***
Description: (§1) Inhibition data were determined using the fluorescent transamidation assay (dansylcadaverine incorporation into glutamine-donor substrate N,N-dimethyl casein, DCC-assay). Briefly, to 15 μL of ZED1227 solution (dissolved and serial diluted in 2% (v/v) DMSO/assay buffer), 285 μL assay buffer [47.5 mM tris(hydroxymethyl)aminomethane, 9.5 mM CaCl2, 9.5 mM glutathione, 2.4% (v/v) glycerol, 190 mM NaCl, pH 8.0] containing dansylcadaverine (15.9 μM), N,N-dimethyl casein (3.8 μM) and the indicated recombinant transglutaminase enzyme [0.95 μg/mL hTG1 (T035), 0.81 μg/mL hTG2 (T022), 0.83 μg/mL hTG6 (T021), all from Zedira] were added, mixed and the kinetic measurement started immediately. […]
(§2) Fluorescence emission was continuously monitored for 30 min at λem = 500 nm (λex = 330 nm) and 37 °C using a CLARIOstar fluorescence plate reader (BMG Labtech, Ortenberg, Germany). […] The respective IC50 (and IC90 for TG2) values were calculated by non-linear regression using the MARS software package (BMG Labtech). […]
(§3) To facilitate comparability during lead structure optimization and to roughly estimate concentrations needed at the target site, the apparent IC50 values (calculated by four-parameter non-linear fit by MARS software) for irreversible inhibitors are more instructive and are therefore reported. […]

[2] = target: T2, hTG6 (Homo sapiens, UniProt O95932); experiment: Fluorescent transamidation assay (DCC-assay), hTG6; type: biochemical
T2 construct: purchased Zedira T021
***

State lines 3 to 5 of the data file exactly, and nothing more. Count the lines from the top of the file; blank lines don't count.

(§3) To facilitate comparability during lead structure optimization and to roughly estimate concentrations needed at the target site, the apparent IC50 values (calculated by four-parameter non-linear fit by MARS software) for irreversible inhibitors are more instructive and are therefore reported. […]

[2] = target: T2, hTG6 (Homo sapiens, UniProt O95932); experiment: Fluorescent transamidation assay (DCC-assay), hTG6; type: biochemical
T2 construct: purchased Zedira T021